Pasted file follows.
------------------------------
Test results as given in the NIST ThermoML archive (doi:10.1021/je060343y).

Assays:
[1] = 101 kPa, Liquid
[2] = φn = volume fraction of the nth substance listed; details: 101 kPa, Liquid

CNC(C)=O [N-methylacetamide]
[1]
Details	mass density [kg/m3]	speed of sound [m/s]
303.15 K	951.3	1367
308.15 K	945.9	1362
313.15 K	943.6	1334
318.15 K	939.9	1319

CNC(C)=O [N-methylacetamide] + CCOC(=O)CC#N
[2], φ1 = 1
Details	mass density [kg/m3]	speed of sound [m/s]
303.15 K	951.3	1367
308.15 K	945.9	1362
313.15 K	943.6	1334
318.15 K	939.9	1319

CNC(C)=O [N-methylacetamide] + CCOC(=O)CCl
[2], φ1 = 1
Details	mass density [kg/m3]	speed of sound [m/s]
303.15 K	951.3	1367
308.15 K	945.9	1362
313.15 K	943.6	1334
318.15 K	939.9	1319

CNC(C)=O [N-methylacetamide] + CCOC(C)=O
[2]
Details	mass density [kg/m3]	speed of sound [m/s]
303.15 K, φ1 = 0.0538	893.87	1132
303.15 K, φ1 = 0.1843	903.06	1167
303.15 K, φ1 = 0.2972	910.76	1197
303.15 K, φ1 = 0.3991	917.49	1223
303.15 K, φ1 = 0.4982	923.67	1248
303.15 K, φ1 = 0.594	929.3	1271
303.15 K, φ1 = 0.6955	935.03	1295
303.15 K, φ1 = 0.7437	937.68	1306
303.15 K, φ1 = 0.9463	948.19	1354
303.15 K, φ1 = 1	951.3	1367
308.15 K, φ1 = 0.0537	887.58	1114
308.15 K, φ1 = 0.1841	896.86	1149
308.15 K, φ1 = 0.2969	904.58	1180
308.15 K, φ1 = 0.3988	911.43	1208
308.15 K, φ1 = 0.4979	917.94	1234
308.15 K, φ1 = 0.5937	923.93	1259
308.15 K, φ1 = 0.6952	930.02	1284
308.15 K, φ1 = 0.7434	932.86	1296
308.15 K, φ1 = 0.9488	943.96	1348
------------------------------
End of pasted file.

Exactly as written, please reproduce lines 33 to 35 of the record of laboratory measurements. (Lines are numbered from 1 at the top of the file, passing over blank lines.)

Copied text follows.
303.15 K, φ1 = 0.4982	923.67	1248
303.15 K, φ1 = 0.594	929.3	1271
303.15 K, φ1 = 0.6955	935.03	1295